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In N.H., Pro-Fiorina Super PAC Tests Boundaries in Campaign Ground Game

It’s a familiar scene: Carly Fiorina’s presidential campaign has a meet and greet at a lumber yard in Wentworth. Nitsa Ioannides and Kerry Marsh stand behind a table, greeting guests. Ionnides hands you a red CARLY For America sticker and a brochure; Marsh might recommend a yard sign.
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PunchingJudy via Flickr CC / https://flic.kr/p/3WYLgF

 Lawmakers and Governor Maggie Hassan supported legislation this year to make Narcan more accessible so it can be used to save the lives of people experiencing an opiate overdose. Narcan has often been referred to as the Epipen of heroin, but David Brooks says that comparison doesn’t hold up in some key ways. Brooks is a reporter for The Concord Monitor and blogs at Granitegeek.org. He spoke with NHPR's Peter Biello.

If you have any lingering doubt that Super PACs will play an outsized role in the New Hampshire primary, consider this: More than three quarters of the television advertising aimed at first-in-the-nation primary voters this year has been reserved not by candidates, but by independent political groups.

For a change, the big political furor of the week does not involve Donald Trump.

President Obama decided that Alaska’s Mount McKinley, the tallest mountain in North America, will be renamed Denali – as it was originally known before it was named to honor the 25th president nearly a century ago.

Democratic presidential candidate Bernie Sanders says he's very disappointed that the Democratic Party has scheduled only four candidate debates before the Iowa caucuses are held on Feb. 1.

So the Sanders campaign is considering a plan to set up their own debates with some of the Republican candidates.

Via CannonMT.com

 

Seven New Hampshire projects are sharing in $1.1 million in funding to generate economic and community developments in the North Country.

Gov. Maggie Hassan and U.S. Senator Jeanne Shaheen announced the grants from the Northern Border Regional Commission on Tuesday.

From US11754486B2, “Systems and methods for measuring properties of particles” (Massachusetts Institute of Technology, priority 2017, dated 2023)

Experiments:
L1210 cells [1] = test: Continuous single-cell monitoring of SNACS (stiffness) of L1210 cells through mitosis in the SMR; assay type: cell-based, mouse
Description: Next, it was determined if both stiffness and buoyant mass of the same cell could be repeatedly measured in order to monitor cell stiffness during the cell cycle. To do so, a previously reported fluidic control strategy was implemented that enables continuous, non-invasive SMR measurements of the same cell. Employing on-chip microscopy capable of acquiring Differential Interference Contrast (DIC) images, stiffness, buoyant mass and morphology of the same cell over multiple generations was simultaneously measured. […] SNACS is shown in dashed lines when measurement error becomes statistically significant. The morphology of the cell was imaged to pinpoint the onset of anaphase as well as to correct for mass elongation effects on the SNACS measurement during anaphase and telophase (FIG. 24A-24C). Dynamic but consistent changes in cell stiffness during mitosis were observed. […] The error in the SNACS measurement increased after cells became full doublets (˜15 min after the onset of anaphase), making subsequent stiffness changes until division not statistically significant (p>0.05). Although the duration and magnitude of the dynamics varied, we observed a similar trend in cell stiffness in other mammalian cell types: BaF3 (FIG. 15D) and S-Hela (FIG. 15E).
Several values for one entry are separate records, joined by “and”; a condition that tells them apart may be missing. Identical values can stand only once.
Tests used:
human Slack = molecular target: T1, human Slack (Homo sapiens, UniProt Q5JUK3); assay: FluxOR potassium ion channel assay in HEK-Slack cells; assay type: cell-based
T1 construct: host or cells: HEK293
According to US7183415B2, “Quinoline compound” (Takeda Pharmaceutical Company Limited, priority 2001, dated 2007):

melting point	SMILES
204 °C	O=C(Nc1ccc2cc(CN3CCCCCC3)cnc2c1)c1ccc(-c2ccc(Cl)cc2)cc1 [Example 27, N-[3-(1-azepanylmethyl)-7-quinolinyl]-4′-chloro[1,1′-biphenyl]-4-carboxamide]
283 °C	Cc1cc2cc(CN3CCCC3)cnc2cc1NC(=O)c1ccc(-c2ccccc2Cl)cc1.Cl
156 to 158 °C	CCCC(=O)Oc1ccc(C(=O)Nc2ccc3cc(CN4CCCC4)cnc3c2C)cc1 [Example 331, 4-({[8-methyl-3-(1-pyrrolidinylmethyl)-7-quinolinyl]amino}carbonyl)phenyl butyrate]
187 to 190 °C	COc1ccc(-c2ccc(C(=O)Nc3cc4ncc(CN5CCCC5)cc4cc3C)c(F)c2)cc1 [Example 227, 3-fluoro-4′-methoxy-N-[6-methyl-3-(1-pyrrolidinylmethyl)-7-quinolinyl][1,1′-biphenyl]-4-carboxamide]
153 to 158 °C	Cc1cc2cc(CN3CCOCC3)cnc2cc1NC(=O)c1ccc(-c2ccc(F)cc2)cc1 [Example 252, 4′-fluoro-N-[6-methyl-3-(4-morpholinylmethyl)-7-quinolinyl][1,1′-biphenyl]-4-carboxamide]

The recipients are the Franconia Ski Club and the state-owned Cannon Mountain Ski Area, the town of Northumberland, the New Hampshire Department of Transportation, TwinState MakerSpace Inc., River Valley Community College, the Grafton County Economic Development Council, and Plymouth State University.

Allegra Boverman for NHPR

Ohio Gov. John Kasich didn't take kindly to President Obama's recent decision to rename Mt. McKinley to its Native American name, Denali.

"If I become president, I’m going to name it back to Mt. McKinley," Kasich said, speaking to NHPR's Morning Edition.

The Alaskan mountain - the highest peak in North America - had been named after former President William McKinley, an Ohio native.

"This is not something we appreciate or agree with in Ohio," Kasich said. "I don’t know why (President Obama) had to do this."

Juliana Robidoux via ManchesterInkLink.com

Teachers in Manchester are starting the school year Wednesday with a new contract.

Aldermen voted 10-3 Tuesday night to pass the three-year deal, overriding a veto by Mayor Ted Gatsas.

Ward 6 alderman Garth Corriveau said passing the deal is an important step forward for the city's school system.

"This would have been the third school year our teachers operated without a contract," he said. "The fairness of this contract - both sides - really I think reflected well on trying to reach a compromise."

polariseducationalfoundation.org

New Hampshire is running out of federal money that helps new charter schools with start-up costs.

The state Department of Education has about $600,000 left in its federal start-up grant for new charter schools.

“That is about one charter school. Depending on the size of the school, it could be two,” says Caitlin Davis with the DOE.

Mark via Flickr CC / https://flic.kr/p/8mdNZs

Sanctuary Alternative Treatment Center plans run its cannabis dispensary in Plymouth, and its cultivation center – where plants are grown and processed --  in Rochester.  The cultivation center already complies with Rochester’s zoning ordinances, and does not need any further approval. Nevertheless, the Department of Health and Human Services held a public hearing there on Tuesday.  

Sanctuary CFO Josh Weaver began the evening in a defensive stance, promising the site will be secure and inconspicuous.

The State Department released some 7,000 pages of Hillary Clinton's emails Monday from her time as secretary of state. This batch is the latest in a series of monthly, court-ordered releases that started in May. This is the largest batch so far.

An early scan reveals little new information — a lot of logistics planning, tech issues and news articles sent around. One email appears to suggest some confusion at the State Department help desk about Clinton's actual email address.

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